Make sure your company’s e-newsletters are easy to read and provide information of value to your readers. If you want to share an article you’ve written that’s longer than a couple of paragraphs, post it on your blog and link to it from the newsletter. This is a great way to drive traffic to your blog. Also, a brief introduction at the top of the email is a fantastic way to infuse a bit of your brand’s unique personality.
The FarmTek advertisement that won my husband over did a great job of showcasing customer savings. A greenhouse that was originally $78.95 had a special price of $29.95; this price reduction was illuminated clearly in the e-newsletter, helping prospective customers see the value they would receive. Making savings and deals clear can help you hook customers right off the bat.
Include Live Links:
Another thing the FarmTek advertisement did well was include clickable links, allowing for easy purchasing of their products. When customers clicked the photos of products, they were directed right to a landing page to buy. Similarly, when I clicked the FarmTek logo, I was brought right to their home page. Having live links like this makes buying simple and saves your company from customer service headaches as buyers repeatedly ask you how to make a purchase.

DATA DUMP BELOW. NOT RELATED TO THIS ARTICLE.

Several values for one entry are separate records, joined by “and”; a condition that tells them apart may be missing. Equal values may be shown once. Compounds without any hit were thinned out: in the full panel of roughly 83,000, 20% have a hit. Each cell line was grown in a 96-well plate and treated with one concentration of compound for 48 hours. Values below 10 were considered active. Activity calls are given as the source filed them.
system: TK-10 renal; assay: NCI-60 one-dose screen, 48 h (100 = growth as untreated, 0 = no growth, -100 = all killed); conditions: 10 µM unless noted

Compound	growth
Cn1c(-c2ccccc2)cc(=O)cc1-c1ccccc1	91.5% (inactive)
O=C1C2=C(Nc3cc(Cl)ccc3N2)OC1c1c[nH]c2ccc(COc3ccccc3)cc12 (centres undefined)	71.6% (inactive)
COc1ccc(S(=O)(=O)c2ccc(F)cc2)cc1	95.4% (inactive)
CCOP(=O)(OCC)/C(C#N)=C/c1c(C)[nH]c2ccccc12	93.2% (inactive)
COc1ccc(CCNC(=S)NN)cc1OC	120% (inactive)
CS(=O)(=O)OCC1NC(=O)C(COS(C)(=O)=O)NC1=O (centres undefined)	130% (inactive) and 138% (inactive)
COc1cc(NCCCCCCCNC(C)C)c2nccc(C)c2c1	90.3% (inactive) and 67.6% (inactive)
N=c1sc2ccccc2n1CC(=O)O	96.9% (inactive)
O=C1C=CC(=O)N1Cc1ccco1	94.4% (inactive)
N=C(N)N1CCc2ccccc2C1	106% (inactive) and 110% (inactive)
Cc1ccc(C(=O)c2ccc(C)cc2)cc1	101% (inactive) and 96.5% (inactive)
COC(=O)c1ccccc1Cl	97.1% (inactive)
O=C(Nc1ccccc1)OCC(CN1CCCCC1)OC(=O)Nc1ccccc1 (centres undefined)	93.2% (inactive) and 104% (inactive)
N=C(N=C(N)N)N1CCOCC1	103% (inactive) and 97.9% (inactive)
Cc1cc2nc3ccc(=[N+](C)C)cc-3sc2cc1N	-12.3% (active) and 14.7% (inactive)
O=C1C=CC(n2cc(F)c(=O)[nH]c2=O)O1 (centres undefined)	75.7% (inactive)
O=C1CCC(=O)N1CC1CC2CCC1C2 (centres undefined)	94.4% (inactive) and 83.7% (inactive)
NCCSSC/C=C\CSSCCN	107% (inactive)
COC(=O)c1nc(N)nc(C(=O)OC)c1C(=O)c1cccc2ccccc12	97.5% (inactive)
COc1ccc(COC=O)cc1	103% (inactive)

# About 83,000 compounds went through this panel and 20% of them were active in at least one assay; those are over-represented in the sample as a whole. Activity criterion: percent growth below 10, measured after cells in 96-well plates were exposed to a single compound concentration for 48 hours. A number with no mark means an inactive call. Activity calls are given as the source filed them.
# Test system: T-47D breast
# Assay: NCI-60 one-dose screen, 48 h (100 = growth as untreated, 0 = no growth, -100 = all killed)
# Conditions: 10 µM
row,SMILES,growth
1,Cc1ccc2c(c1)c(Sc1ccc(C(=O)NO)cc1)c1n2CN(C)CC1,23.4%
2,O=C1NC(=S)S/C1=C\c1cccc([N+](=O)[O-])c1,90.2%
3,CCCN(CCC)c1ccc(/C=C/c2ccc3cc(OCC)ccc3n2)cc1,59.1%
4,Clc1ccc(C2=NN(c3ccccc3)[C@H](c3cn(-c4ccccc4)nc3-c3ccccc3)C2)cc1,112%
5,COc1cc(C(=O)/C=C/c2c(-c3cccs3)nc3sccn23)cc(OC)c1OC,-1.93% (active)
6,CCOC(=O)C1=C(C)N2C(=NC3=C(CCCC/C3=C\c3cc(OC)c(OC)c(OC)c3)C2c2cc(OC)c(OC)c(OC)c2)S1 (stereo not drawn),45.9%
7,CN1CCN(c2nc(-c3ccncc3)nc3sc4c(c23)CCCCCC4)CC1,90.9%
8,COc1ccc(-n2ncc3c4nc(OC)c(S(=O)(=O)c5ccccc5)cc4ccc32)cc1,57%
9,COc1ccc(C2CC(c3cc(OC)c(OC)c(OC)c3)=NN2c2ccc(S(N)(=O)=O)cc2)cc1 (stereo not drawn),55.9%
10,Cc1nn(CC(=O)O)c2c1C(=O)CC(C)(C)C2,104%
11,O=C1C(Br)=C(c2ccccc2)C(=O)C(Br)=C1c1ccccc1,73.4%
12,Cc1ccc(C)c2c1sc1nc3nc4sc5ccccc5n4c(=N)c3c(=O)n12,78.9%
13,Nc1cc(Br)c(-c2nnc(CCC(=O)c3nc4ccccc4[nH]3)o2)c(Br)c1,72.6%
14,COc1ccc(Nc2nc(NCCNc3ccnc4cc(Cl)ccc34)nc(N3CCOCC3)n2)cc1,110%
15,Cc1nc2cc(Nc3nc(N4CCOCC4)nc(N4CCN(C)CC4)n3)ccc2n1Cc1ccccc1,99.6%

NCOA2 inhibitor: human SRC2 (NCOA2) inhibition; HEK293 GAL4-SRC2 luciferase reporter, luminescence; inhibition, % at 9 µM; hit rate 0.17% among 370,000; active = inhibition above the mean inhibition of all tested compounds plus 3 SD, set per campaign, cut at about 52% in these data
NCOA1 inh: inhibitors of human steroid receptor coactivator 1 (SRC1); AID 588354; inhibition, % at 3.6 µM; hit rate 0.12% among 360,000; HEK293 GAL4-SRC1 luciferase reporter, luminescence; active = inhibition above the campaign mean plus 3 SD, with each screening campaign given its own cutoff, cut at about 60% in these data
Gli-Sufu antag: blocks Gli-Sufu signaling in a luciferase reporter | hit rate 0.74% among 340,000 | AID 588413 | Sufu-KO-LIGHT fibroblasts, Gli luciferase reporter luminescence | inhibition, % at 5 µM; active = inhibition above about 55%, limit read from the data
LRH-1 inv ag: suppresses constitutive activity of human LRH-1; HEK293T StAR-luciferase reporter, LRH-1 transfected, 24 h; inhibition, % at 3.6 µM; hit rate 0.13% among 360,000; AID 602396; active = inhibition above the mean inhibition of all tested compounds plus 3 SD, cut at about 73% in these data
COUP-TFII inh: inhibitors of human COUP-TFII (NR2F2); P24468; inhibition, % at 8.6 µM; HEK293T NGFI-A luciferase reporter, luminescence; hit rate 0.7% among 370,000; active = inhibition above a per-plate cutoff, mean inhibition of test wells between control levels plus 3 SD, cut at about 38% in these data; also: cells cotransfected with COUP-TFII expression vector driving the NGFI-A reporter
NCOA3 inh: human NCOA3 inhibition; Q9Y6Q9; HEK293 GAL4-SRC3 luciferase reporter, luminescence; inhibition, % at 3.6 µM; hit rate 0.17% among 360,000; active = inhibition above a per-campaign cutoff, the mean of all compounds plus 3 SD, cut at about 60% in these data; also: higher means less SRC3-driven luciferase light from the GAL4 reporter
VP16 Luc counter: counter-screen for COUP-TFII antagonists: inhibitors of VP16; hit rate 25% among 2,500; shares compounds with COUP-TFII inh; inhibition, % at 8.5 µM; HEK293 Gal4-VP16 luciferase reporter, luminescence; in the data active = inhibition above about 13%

Keep it Typo-Free:
Text full of errors is not only confusing, it’s unprofessional. Keep your copy clean, clear and crisp to show your best face to your clients and customers. Having a co-worker glance over your work before you hit ‘send’ is a good habit to get into.
Include a Strong Call to Action:
After reading your newsletter, you’ll want your customers to take action, in the form of making a purchase or contacting you for details about your services. In order to do this, make it clear at the end that you want them to do something in the form of a strong call to action.
6 PR Tips from My New Greenhouse
Make a Strategic Plan
Gardening, like public relations, requires some careful planning ahead. You can’t simply throw seeds in ground and expect wild success. For example, spacing plants in your garden is important to make sure they don’t crowd each other and compete for sunlight. Similarly, you can’t just buy social media advertisements on a whim and expect them to work well in tandem with your existing marketing efforts.